IMF Country Focus Spain: Time to Strengthen Resilience, Promote Inclusive Growth
The difficult structural reforms that Spain undertook in response to the global financial crisis continue to bear fruit. But the economic recovery is maturing and new risks are clouding the medium-term outlook, according to the International Monetary Fund (IMF) IMF’s latest economic health check of the country.
Andrea Schaechter, the IMF’s mission chief for Spain, sat down with the IMF Country Focus to discuss the report. She commended Spain on its strong growth while highlighting the increased urgency to make the economy more resilient and inclusive so it can better withstand future shocks. These are some of her main conclusions:
– The economy in Spain has maintained a strong momentum but has passed its peak. Real GDP growth is projected to moderate to 2.5 percent in 2018 and 2.2 percent in 2019—still above the euro area average. These projections reflect both a less supportive external environment and weakening domestic demand.
As for employment, the labor market has improved but significant challenges remain. While the unemployment rate fell to 14.6 percent—below its long-term average—Spain’s youth unemployment rate, the share of temporary contracts, and involuntary part-time employment remain among the highest in the European Union.
– Demographic change in Spain and many advanced economies means that fewer people of working age are funding more and more pensioners. The important pension reforms of 2011 and 2013 addressed the financial pressure on the pension system. The reforms involved a reduction in the purchasing power of pensions while ensuring that Spanish pensioners continue to receive higher pensions—relative to wages—than most other EU countries.
But since then, the acceptability of those reforms has been questioned by the public. It’s clear that further adjustments to the pension system will be needed. While it is important to look for a transparent, holistic, and fair solution, it is will be very difficult to entirely avoid a reduction in real pension benefits in the future, unless there are fundamental changes to pension contributions and the labor market.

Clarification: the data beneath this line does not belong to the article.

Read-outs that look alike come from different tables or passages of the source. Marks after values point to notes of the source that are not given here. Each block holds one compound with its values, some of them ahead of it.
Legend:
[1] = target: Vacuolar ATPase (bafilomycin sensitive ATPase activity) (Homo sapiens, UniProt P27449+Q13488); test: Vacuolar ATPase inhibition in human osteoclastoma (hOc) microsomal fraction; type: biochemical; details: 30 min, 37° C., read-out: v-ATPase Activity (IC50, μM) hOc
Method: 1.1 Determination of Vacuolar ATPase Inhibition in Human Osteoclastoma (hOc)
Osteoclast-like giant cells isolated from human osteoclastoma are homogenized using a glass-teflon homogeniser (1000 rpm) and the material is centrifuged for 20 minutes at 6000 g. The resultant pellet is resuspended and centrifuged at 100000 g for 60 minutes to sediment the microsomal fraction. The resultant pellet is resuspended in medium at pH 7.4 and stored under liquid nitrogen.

Spain’s unemployment rate is still high at 14.6 percent. Also, the split between secure full-time workers and those on short, fixed-term contracts—known as labor market duality—is pervasive as many employees are hired on fixed-term contracts. The duality of the labor market is a problem because it lowers investment in the training of employees under short-term contracts and weakens their productivity. It also aggravates the volatility of employment and increases inequality.
The main reason for the wide-spread use of fixed-term contracts is that there is still a large difference in the cost of hiring workers on fixed-term contracts compared to employees on open-ended contracts. This is not only in relation to severance payments but also legal and other costs.
This gap should be reduced to make hiring of workers on open-ended contracts more attractive for employers. Ongoing efforts to tackle the abuse of fixed-term contracts are important but this alone is unlikely to be enough. At the same time, more coordinated and better-designed active labor market polices have a role to play in helping low-skilled youth and long-term unemployed return to work.
Beyond 2019, real GDP growth is projected to gradually slow to its long-term rate—estimated at around 1.75 percent. Sluggish productivity growth, high structural unemployment, and an aging population weigh on the medium-term prospects.
A new, broad-based structural reform initiative could upgrade that outlook. This would allow Spanish incomes to continue catching up to those of richer EU countries. For example, there should be a focus on fostering innovation. This is particularly relevant given that today the Spanish state and the private sector spend less on research and development (R&D) than European peers, despite several R&D incentives.
Also, strategies that reduce the high school drop-out rate and improve education outcomes are particularly important to upgrade skills and help Spanish youth stay competitive. And finally, the predominance of small and medium-sized enterprises in the Spanish economy acts as a break on innovation and productivity growth. So, it is important to dismantle barriers for firms to grow and strengthen the business environment.
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